Directed by: #HugoDiegoGarcia
Written by: Hugo Diego Garcia
Cagnolino Movie Review
Filmmaker Hugo Diego Garcia hugely impressed with his 2018 short film Tony, a drama about a young man drawn more to his family on the streets than the toxic one in his home, who hopes to find a better future for himself. With his latest short film, Cagnolino (which means puppy in Italian), Garcia is concerning himself with similar themes in that his characters are fresh into manhood and their futures lie ahead just as exciting and/or uncertain. Only this time, the brotherhood of the streets is the toxic element causing all the trouble.
Pietro Mercieca plays Dali, a sensible young man who has taken the leap and “abandoned” his roots by signing up to college. His gaggle of hoodlum friends don’t take kindly to this but still invite him along for a crime spree where they plan to use a newly acquired gun to make some serious cash. When the group stumble upon another foursome who are enjoying a jolly night out, events escalate and many of the characters are forced to make decisions with unalterable consequences.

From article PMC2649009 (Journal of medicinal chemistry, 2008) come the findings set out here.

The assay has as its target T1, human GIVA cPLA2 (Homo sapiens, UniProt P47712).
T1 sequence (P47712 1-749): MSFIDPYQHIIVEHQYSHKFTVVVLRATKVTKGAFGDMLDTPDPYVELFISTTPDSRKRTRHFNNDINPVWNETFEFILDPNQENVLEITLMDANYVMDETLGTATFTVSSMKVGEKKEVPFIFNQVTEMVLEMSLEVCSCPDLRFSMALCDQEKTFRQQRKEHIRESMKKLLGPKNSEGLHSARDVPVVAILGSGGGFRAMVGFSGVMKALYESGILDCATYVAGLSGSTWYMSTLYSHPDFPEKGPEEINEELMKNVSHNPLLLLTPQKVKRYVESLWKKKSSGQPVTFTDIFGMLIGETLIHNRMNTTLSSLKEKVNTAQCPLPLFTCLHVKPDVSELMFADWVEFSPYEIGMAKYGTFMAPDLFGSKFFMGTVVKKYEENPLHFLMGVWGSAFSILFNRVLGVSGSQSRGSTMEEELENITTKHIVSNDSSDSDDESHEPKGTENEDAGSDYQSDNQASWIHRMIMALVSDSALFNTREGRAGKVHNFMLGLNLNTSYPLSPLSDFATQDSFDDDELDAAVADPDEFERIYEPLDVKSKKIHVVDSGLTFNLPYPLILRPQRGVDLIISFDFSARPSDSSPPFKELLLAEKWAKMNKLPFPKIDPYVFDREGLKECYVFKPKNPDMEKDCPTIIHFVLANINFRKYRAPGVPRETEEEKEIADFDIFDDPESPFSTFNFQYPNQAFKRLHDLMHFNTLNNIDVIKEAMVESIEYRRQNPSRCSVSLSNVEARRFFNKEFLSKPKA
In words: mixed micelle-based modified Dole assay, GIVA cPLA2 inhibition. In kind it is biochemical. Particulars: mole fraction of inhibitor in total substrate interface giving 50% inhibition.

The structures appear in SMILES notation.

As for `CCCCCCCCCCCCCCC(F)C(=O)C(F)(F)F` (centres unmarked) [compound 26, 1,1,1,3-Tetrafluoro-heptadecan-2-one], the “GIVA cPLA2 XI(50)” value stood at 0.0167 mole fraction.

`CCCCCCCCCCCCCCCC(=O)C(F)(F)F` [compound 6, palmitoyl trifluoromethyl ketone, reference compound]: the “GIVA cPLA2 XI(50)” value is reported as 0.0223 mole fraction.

Say what you will about the gangster genre but it has given us some of the most compelling pieces of cinema in history. Some of which are referenced in short film Cagnolino. Adorning the walls of the boys’ flat are posters for The Godfather, City of God, and Scarface. Garcia brings with him this cinematic lineage and still delivers a modern film that feels compelling, fresh, and riveting. Ideas of toxic masculinity are challenged and the story includes a subtle depth to the nature of the relationships on offer; some are rooted in a shared idealism, whilst others are fractured at the core.
The ensemble provide exemplary performances and there is a ferocious chemistry between the two groups which only ignites when they clash. The standoff scene in the alley is a remarkably powerful scene that will likely be one of the best amongst the short films of 2020.
Visually the piece is stunning, with urban landscapes first appearing as a coming-of-age landscape which quickly transform into a stark and brutal battleground. Garcia utilises slow-motion and affecting music in order to sculpt an emotional atmosphere in which the characters can interact and the audience can be engulfed by. The Godfather feels like an obvious influence upon the short movie, in terms of structure, plot, and the robust elements which make up the film.
Having delivered Tony in a compelling and thought-provoking manner, Garcia seems to have stepped up his ferocity as a storyteller and become sharper with his #filmmaking craft. Cagnolino feels svelte and wiry, each frame ready to engage the viewer with either gripping tension or hefty drama.